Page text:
Activated Carbon materials are widely used in industry and water treatment technology. The most popular applications, however, are in the removal of heavy metals. There are many other substances present in wastewater. Therefore, the simultaneous removal of molecules with various chemical properties is a very important issue that needs to be explained and extensively studied. Adsorption on the surface of activated carbon adsorbents can also be successfully used for the remediation of all types of pollutants in water. Due to their wide application in various branches of industry, agriculture and ecology, polymers are abundant in wastewater. They are usually synthetic substances whose effects on living organisms have not been fully explained and may be potentially dangerous. For this reason, a good method of removing polymers from the aquatic environment is required, and one of the technologies that meets this standard is the use of activated carbon adsorption.
The adsorbent used was activated carbon made from two precursors, both impregnated with 50% phosphoric acid and heated in a nitrogen atmosphere, with the first step at 200 ° C (5 ° C/min) for 30 minutes, the second is at 500 ° C (5 ° C/min) for 30 minutes. The obtained activated carbon is expressed as activated carbon 1 and activated carbon 2, respectively. The structure characterization of activated carbon is based on the nitrogen adsorption isotherm measured on an adsorbent ASAP at -196 ° C. Polyacrylic acid and Polyethylenimine are used as adsorbents. They are characterized by a weight-average molecular weight of 2000Da. The Polyacrylic acid is a weak polyelectrolyte with an anionic property (the carboxyl group is present in its macromolecules) and a PKA value of about 4.5. Thus, ionization is minimal at a pH of 3 for all measurements. The Polyethylenimine is a cationic polymer in which the amino group is present and has a PKB value of about 9. At a pH of 3, Polyethylenimine molecules appear in complete dissociation.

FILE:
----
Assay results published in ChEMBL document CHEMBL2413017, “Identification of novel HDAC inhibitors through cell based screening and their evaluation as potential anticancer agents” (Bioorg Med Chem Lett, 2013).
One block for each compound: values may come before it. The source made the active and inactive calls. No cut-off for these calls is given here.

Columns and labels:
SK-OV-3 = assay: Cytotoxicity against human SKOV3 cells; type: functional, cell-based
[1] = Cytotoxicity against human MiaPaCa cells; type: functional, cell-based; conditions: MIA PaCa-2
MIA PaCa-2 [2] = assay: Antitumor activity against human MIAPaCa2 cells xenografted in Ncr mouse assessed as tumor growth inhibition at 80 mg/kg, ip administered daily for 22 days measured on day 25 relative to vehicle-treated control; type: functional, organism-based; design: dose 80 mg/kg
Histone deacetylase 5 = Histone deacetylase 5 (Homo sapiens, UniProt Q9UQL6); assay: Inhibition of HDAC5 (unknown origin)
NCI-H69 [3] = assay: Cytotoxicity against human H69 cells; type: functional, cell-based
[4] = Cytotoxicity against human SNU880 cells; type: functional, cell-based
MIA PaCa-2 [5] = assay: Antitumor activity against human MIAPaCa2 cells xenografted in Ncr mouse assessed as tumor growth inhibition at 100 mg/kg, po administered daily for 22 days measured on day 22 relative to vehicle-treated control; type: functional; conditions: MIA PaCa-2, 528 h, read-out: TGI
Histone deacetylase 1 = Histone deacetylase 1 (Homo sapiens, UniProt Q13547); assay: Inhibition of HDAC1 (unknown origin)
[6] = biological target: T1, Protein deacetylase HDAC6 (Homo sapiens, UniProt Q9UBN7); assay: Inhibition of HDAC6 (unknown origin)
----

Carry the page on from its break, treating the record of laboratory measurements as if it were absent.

Adsorption characteristics of activated carbon in single and mixed solutions of Polyacrylic acid and Polyethylenimine at different temperatures, the amount of adsorption (expressed as Mg/g and polymer removal percentage) of both polymers on the surface of activated carbon in single and mixed adsorbent systems at ph 3 is shown in figures 1 and 2.
Figure 1: Polyacrylic acid adsorption (a) and its percentage removed from the surface of activated carbon (B) in single and mixed adsorbent systems at three detection temperatures pH 3.
Figure 2: Polyethylenimine adsorption (a) and its percentage removed from the surface of activated carbon (B) in single and mixed adsorbent systems at three detection temperatures ph 3.